And the scene that you have … the one thing that I'll apologize in advance for, was that we didn't iterate a lot on these sequences that were cut. We didn't have time. They took a year out of our schedule, like I said. So if something didn't immediately move ahead the part of the story that I was committed to, which was the role switch and Jack-Jack, if it didn't connect with the family in some meaningful way -- gone. I had to be ruthless. I killed so many darlings, left and right. I had characters who were interesting and funny who I wrote sequences for and we storyboarded, gone. I learned that on television with "The Simpsons," where you have to do 22 episodes a year and when you're finishing this one, you've got that one right there. And if you take too long on this one, it'll screw up that one. And that will screw up the whole process.

This movie, once we lost the year, it came in on the "Iron Giant"/"Ratatouille" thing of -- "You've got to produce now."

Walker: It's got to be wonderful, right away!

Bird: And some of the critics … I don't read reviews as much anymore. I'm kind of off that. But I saw a couple. And one of them was critical about something in the plot, some intricacy that hadn't completely [been] beautifully worked out. And my attitude is, "Hey, you don't get the picture, man. We were under fire! They were using flamethrowers! One guy was starving and thinking about eating me!" I mean … we made it! That's the headline: We made it! It was a race, you know?

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Speaking of critics, we're a couple of years removed from "Tomorrowland" and I see you engaging with people all the time on Twitter about the movie. What was your biggest takeaway from that experience?

Bird: Well, there were people in the industry who asked how I could give up a sure-fire thing like "Star Wars" to do this movie that, half the people really like, and half the people hate with a passion. And my feeling at the time was … George had already committed. I was scouting for the movie. We were in line to go. And that's when it came up. As tempted as I was, I've known Kathy forever, she was the producer on the first stuff I did, I've known George for a long time, I love "Star Wars," but ultimately I thought, "'Star Wars'" is going to get made and do just fine without me, whereas "Tomorrowland" … if it dies at this point, where George is committed and suddenly it doesn't go, well, it might not get made." And I thought it should get made.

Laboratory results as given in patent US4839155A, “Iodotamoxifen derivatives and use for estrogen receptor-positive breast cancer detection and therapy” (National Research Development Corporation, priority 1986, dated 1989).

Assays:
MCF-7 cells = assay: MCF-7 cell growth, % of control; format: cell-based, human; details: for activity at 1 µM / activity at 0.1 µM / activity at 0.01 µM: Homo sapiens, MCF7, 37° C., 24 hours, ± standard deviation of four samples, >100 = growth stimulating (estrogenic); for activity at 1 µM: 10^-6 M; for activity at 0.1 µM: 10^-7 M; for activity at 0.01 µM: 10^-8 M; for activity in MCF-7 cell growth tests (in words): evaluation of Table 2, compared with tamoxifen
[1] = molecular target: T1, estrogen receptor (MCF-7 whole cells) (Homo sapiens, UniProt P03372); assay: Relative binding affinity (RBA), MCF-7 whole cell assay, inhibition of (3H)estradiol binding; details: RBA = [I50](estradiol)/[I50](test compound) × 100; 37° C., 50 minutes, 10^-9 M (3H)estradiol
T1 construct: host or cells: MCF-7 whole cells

I don't have any guarantees. I don't have guarantees that I'm going to do a great job on it. But I thought it had a lot of interesting ideas and that I should try it. That's where I came down on it. Commercially, it was probably a terrible decision. But in terms of trying things, and trying to push myself as a storyteller, we were doing some adventurous things with that movie and whether it succeeded or failed, I'm glad I tried something that was challenging for me, that scared me. Not to say that "Star Wars" wouldn't be challenging. That's a whole different type of challenging. The pressure and expectation must have been through the roof on that film, which must have been tough. But this was an idea that hadn't been tried. And these are characters that weren't connected to anything. You know what I mean? It was a gamble. And I'm happy that I did a gamble.

Do you know what you're going to do next?

Bird: Oh, yeah. It's something that I've wanted to do for years.

Is it "1906" [Bird's long-in-the-works earthquake epic]?

Bird: No. We haven't figured out the right way to do that. No, this is a project that I pitched a long time ago and a studio owns it and, whether they make it or not, is up for grabs. Whether anyone makes it or not is up for grabs. But it's an idea I am very interested in. Again, it's another thing that scares me. So I should probably try and do it. It has animation in it, but it's not an animated film.

It's not "Ray Gunn?"

Bird: No. But I'm still interested in that. I think we could make it better now because I'm more experienced as a writer. But I still love that idea.

"Incredibles 2" is out on digital now and Blu-ray on November 6th.